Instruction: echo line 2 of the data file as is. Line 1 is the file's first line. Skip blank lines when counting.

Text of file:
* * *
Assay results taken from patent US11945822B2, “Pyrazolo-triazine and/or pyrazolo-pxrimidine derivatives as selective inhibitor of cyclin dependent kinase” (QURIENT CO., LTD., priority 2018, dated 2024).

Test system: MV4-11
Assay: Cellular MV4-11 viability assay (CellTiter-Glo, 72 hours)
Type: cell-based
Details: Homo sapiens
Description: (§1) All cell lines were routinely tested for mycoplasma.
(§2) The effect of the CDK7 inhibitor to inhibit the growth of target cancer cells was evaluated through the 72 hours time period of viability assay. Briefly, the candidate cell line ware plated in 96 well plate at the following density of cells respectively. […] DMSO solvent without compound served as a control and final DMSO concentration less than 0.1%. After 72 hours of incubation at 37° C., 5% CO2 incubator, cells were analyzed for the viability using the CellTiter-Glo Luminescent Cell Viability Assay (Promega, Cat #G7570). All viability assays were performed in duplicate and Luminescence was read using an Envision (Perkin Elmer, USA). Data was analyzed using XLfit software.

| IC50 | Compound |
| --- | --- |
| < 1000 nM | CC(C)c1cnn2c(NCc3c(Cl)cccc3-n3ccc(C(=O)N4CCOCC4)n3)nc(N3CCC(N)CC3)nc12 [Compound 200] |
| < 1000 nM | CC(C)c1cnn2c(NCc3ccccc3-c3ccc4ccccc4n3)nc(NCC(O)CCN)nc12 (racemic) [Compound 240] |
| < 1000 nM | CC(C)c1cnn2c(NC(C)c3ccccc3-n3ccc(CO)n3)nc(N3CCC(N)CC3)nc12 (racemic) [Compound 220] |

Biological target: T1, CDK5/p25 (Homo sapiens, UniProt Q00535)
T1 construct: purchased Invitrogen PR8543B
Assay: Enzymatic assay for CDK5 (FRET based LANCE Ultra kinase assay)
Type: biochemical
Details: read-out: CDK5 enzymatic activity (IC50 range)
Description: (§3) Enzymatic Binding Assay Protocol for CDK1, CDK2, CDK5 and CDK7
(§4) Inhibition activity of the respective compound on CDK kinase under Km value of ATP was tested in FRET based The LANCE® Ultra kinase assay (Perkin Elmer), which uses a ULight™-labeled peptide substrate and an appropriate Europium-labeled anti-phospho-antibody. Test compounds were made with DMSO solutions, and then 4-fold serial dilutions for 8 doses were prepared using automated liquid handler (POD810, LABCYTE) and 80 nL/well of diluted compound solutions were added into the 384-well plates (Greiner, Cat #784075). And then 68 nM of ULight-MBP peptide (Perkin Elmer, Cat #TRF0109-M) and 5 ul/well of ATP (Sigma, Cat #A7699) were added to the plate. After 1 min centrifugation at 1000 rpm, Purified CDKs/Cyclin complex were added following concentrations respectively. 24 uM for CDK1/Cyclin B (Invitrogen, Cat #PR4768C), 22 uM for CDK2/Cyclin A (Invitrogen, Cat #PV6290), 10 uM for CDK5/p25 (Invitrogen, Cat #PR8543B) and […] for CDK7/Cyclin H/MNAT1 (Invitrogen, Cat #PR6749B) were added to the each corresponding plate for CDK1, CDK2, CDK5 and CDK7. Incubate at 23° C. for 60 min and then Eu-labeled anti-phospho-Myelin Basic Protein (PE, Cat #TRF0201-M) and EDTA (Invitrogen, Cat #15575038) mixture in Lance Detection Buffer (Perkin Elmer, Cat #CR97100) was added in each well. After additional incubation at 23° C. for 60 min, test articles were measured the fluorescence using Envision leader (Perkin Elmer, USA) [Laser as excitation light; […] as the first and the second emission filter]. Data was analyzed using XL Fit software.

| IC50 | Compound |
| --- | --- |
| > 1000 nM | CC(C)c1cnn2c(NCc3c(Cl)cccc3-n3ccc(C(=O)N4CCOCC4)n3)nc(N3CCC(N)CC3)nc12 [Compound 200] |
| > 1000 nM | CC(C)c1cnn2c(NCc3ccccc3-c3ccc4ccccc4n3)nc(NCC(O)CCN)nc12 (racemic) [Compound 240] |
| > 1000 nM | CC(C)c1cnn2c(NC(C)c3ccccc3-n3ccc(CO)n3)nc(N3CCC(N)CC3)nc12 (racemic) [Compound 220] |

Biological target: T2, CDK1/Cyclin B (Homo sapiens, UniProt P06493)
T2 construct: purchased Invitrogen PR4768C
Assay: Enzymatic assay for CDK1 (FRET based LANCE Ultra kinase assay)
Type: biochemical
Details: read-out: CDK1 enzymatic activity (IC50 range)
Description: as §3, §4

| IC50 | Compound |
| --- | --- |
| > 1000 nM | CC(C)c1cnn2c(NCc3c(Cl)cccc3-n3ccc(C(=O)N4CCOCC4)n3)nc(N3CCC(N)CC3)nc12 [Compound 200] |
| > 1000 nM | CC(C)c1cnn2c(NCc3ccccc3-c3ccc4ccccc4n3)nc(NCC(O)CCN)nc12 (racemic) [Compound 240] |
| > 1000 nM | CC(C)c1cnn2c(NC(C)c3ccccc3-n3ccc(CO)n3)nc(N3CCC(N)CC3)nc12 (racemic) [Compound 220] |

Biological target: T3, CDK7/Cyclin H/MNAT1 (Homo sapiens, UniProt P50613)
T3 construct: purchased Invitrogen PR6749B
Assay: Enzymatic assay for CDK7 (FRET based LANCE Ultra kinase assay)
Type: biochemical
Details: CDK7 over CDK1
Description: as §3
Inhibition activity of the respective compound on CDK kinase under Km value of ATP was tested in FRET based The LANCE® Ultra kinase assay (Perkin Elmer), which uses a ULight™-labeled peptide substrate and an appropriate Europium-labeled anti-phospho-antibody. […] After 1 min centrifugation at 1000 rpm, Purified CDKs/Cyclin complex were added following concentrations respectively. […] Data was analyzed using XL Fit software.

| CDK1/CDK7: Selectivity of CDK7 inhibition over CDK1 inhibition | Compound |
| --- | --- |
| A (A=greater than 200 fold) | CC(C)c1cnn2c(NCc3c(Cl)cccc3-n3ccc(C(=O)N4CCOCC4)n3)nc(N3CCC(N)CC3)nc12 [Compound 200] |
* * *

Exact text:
Test system: MV4-11